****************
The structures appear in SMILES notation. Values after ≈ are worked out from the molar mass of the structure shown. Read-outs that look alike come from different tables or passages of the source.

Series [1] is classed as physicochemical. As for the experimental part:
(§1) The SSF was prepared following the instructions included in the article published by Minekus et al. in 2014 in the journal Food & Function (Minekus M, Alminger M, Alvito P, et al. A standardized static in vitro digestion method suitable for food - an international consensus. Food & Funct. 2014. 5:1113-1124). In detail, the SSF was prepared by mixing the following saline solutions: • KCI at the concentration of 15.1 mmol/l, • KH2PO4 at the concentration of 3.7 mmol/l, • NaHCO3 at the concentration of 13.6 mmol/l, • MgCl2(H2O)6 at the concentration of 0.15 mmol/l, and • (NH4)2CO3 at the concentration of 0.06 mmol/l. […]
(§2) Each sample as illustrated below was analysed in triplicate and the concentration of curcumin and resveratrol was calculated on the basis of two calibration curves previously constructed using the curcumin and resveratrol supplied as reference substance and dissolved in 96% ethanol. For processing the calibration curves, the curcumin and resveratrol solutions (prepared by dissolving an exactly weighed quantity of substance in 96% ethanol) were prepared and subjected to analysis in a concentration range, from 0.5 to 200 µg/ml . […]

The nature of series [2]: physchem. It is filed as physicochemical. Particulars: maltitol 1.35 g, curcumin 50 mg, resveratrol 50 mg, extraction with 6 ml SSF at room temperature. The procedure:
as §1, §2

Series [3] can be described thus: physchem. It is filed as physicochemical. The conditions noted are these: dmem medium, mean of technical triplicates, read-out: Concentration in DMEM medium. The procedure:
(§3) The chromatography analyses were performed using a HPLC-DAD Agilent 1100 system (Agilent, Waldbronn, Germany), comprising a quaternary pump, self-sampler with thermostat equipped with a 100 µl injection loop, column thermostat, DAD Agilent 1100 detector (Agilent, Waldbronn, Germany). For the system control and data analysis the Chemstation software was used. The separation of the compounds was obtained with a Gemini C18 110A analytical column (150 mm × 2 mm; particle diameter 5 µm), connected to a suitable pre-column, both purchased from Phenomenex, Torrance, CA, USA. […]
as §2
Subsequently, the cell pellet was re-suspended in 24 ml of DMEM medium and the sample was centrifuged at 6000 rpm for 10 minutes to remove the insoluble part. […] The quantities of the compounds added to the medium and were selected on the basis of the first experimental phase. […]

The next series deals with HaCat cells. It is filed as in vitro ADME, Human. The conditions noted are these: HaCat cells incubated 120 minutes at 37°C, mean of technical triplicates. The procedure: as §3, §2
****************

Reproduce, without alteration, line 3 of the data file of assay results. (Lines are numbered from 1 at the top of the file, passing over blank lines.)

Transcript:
(§1) The SSF was prepared following the instructions included in the article published by Minekus et al. in 2014 in the journal Food & Function (Minekus M, Alminger M, Alvito P, et al. A standardized static in vitro digestion method suitable for food - an international consensus. Food & Funct. 2014. 5:1113-1124). In detail, the SSF was prepared by mixing the following saline solutions: • KCI at the concentration of 15.1 mmol/l, • KH2PO4 at the concentration of 3.7 mmol/l, • NaHCO3 at the concentration of 13.6 mmol/l, • MgCl2(H2O)6 at the concentration of 0.15 mmol/l, and • (NH4)2CO3 at the concentration of 0.06 mmol/l. […]